With all of the recent publicity that chromium has gotten as a result of EWG Reports Finding Chromium in Municipal Water Systems, we figured some of you might want to know a bit more about the health effects of chromium, where chromium comes from, how to test for chromium in drinking water, and most importantly… how to get rid of chromium if detected in one’s drinking water.
- Chromium will appear in nature in one of three forms: Chromium(0), Chromium(III) or Chromium(VI).
- Chromium(0) gets used in the production of steel.
- Chromium(III) and/or Chromium(VI) may appear in compounds used for chrome plating, making dyes and pigments, tanning leather, and preserving wood.
- Chromium(III) aids the human body in its use of sugar, protein and fat, though health officials suggest not using excessive amounts of dietary supplements containing chromium compounds.
- Higher levels of chromium(VI) may cause irritation to the lining of the nose, ulcers in the nose, runny nose, and other breathing problems such as asthma, coughing, shortness of breath, and/or wheezing. While both Chromium(III) and Chromium(VI) in air can cause the aforementioned problems, effects occur at much lower concentrations of Chromium(VI) than Chromium(III).
- Chromium(III) and Chromium(VI) may exist in drinking water and have no associated tastes or odors.
- If ingested, Chromium(III) compounds tend to have less toxic tendencies and appear to cause fewer health problems than Chromium(VI) which causes anemia, irritation of the stomach, ulcers in the stomach, and ulcers in the small intestine.
- Some laboratory animals exposed to Chromium(VI) experienced sperm damage and damage to the male reproductive system.
- Some Chromium(VI) compounds may cause skin ulcers and a percentage of the population have extreme sensitivity to Chromium(VI) and/or Chromium(III) with allergic reactions manifesting themselves as severe redness and swelling of the skin.
- The Department of Health and Human Services (DHHS), the International Agency for Research on Cancer (IARC), and the EPA have determined that Chromium(VI) compounds are known human carcinogens. ( source )
- Some developmental effects have been observed in animals exposed to Chromium(VI). ( source )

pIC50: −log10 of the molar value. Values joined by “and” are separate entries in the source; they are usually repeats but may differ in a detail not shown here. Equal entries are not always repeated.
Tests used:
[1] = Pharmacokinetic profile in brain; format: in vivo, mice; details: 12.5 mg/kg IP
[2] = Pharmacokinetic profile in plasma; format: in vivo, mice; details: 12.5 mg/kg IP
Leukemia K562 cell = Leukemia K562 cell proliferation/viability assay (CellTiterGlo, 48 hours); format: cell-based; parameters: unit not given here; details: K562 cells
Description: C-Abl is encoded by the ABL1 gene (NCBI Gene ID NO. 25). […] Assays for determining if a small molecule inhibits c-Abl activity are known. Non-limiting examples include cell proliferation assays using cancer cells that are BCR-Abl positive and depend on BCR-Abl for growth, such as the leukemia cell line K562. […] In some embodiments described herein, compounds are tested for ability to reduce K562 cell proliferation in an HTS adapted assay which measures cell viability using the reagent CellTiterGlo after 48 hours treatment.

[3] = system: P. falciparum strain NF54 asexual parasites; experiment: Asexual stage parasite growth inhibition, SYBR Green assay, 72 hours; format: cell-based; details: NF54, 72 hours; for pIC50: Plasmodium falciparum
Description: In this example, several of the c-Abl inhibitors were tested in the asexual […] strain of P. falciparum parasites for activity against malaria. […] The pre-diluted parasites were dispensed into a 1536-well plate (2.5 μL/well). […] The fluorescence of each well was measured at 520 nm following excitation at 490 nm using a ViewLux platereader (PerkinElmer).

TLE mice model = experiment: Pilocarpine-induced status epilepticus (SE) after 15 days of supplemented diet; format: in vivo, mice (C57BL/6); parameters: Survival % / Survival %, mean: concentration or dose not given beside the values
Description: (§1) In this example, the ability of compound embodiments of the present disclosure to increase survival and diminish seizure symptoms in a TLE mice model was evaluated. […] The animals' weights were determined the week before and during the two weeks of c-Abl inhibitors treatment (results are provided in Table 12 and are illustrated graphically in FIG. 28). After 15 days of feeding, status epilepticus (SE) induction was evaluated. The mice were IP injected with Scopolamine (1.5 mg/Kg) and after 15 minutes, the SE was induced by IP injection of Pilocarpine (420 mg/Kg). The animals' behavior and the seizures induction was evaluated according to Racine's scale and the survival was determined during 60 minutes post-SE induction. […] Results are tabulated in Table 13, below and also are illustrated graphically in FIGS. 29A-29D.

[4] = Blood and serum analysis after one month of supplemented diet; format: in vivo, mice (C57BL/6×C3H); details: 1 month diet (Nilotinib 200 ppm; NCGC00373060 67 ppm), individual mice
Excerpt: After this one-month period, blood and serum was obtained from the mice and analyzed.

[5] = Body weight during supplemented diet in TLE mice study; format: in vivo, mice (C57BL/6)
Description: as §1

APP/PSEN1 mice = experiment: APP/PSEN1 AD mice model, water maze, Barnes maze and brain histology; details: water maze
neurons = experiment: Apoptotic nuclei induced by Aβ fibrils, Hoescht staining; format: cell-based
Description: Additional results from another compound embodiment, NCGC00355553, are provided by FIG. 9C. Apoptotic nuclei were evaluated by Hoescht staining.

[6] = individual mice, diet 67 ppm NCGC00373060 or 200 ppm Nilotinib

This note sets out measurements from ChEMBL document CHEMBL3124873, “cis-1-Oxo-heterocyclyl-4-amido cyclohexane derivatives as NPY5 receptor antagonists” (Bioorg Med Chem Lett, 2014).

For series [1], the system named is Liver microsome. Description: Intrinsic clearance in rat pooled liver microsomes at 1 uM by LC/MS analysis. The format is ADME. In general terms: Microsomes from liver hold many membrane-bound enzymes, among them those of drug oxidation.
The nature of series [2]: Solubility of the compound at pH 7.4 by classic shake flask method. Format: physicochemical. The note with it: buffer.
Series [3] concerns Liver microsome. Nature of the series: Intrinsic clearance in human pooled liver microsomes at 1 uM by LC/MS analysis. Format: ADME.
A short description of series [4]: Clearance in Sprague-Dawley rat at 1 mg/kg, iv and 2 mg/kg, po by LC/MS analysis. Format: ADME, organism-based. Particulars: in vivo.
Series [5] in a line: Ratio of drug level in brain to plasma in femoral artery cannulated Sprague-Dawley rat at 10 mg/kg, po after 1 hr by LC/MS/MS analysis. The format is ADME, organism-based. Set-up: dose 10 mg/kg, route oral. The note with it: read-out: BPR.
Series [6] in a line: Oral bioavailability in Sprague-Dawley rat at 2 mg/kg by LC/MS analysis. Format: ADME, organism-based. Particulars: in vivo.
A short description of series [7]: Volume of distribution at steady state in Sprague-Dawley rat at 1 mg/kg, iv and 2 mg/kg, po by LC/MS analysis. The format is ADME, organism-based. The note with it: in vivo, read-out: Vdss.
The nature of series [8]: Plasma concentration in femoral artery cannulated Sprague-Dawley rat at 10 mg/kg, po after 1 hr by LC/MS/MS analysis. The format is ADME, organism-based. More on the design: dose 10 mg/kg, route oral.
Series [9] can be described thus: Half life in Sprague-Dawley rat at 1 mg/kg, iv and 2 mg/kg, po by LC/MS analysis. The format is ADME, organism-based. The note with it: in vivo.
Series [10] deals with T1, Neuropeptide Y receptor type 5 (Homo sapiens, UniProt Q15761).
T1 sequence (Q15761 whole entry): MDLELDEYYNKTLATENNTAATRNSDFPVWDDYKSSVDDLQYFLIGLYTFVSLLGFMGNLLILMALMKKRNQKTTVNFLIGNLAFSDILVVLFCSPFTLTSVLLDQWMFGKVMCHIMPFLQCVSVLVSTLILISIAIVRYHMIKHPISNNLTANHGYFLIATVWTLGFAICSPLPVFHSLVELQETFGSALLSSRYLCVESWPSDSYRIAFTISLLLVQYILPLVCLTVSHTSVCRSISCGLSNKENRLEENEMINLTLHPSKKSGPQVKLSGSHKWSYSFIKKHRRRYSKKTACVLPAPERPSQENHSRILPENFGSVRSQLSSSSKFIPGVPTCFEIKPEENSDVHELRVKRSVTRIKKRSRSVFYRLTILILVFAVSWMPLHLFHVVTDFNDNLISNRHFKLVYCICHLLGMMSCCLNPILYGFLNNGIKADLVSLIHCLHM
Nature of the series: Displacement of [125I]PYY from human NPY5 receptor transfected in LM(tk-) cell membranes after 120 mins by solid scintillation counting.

Regulations, rules and recommendations pertaining to Chromium?
The EPA has determined that exposure to chromium in drinking water at concentrations of 1 mg/L for up to 10 days is not expected to cause any adverse effects in a child. The FDA has determined that the chromium concentration in bottled drinking water should not exceed 1 mg/L. The Occupational Health and Safety Administration (OSHA) has limited workers’ exposure to an average of 0.0005 mg/m3 chromium(VI), 0.5 mg/m3 chromium(III), and 1.0 mg/m3 chromium(0) for an 8-hour workday, 40-hour workweek. ( source )
What NSF/ANSI Standards apply to chromium in drinking water?
Standard 53, Standard 58, and Standard 62.
For more information on the specifics of those NSF/ANSI Standards and others, take a look at the NSF International Web Site. It offers a wealth of information for both the consumer AND water professionals alike.
Removing chromium from drinking water?
As far as units for the average consumer, pretty much only reverse osmosis makes any sense. One could use a process like distillation, but it has a flow rate that most likely would not meet homeowner needs and a much higher entry cost.
As an example of a reverse osmosis that carries NSF Certification for chromium reduction, you may want to take a look at the Pentek RO-3500 which has a price tag of under $270 and appears to offer a lot of filtering power for the money.
Pentek RO-3500 Reverse Osmosis Water Filters have tested and certified to NSF/ANSI Standard 58 for the reduction of Pentavalent Arsenic (Arsenic V), Barium, Cadmium, Copper, Hexavalent & Trivalent Chromium (Chromium VI & Chromium III), Cyst, Fluoride, Lead, Nitrate/Nitrite, Radium 226/228, Selenium, TDS and Turbidity.